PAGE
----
Some strategic poker lingo

Some Strategic Poker Lingo

Let’s consider the various types of poker games. They are divided into two main groups: tournament poker and non-tournament, that is, cash poker or ring poker. Tournaments can be multitable tournaments (MTT) or single table tournaments (STT). Single table tournaments are usually sit and go games (SNG), that it, the game begins as soon as the table is full.

There are satellite game tournaments where players have access to the higher status and higher fee games, or the freerolls, where there is no fee to enter into play, then there are the guaranteed games where a prize pool is guaranteed by the game’s originators. A buy-in fee is mandatory in all but the freeroll tournaments. Sometimes, the house will allow players to purchase more chips using the re-buy or add-on options.

The tables are named for the number of players around it, so long tables include 8-10 players, short tables have 4-6 players, plus heads-up (HU) which are one-on-one.

Now we know the raw basic terms and rules so lets move right along to basic poker strategy. Leading in importance is the concept of odds. The odds are the opportunities you have of receiving a winning card combination throughout all the game’s steps.

These winning cards are referred to as outs. So your chances for hand improvement is dependent upon the number of outs currently in your hand and these chances (odds) can be calculated, put to memory, or read from an odds table.

You must also be able to do the same with pot odds which is simply how the required bet relates to the size of the pot. There are discounted and implied pot odds. The process of discounting involves a decrease in the number of outs that are a boon to the opponents as well as yourself. Implied chances involve not just the current pot and bets, but throw in the possible bets in upcoming rounds.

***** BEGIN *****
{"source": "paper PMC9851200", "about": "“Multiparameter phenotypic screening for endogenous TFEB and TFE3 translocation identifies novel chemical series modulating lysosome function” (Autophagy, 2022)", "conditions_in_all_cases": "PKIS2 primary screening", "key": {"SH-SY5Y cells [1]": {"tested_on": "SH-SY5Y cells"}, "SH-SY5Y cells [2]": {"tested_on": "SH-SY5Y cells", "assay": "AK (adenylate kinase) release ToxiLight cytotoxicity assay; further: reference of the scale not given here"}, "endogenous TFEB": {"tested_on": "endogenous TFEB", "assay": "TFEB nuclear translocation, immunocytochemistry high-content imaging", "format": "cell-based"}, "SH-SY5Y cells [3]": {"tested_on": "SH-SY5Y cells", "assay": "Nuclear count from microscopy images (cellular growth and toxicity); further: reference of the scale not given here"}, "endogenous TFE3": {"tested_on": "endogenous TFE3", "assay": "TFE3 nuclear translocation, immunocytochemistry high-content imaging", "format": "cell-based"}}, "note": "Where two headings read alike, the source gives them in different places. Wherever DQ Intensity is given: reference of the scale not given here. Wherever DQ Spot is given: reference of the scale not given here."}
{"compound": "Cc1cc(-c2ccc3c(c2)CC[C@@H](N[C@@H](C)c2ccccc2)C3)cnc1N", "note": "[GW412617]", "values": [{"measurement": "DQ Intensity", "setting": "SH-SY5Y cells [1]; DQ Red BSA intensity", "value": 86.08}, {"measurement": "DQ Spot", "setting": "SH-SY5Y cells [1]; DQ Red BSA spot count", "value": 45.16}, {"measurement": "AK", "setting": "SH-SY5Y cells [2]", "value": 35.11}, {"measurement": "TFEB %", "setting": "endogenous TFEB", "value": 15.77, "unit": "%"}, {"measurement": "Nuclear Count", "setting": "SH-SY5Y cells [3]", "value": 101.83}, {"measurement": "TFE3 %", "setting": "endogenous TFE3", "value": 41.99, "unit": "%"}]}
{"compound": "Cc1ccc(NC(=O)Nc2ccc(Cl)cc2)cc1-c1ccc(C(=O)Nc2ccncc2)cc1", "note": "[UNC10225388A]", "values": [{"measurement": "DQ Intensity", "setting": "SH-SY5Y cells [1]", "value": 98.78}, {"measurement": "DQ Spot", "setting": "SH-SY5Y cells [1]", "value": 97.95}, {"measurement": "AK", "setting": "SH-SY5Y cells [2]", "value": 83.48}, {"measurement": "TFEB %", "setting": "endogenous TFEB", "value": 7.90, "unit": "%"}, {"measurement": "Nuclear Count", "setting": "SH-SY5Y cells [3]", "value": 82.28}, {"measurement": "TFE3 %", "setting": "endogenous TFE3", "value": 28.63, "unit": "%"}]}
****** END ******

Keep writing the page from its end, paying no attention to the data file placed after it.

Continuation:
The strategic possibilities of poker include bluffing plays like: the straight bluff – a bet or raise without any chances of winning in case of a showdown, and the semi-bluff – a raise without a ready hand but with a large number of outs (and thus good chances of improvement). Trickier plays include the slow play or sandbagging – passive play while holding a strong hand in the opening stages of the game, meant to keep players in the game; the free card – a raise from the last position in the flop in the hope of getting checks on the turn and so reach the river without additional expenses (usually used with a drawing hand).

A distinction is usually made between a flush-draw, four cards to a flush, and a straight-draw, four to a straight. Straight-draws can be open ended or gut shot (inside straight) draws. If two specific cards are required to compose a combination, such draw hands are called backdoor draws or runner-runner. When a player still attempts to assemble a draw despite certainly losing to a ready opponent combination, the player is said to be drawing dead.

Now lets talk about the check-raise. This is where a player checks intending to raise after an opponent’s bet. This strategy is generally used during the flop against the preflop-raiser (Preflop-raiser: The player who raises during the preflop round).

Finally there are the blind steals and defense. If nobody enters the game before the flop, a player in late position makes a raise in order to force the blinds to fold and thus to get their bets without opposition. The blinds can retaliate with a 3-bet, which constitutes blind defense.

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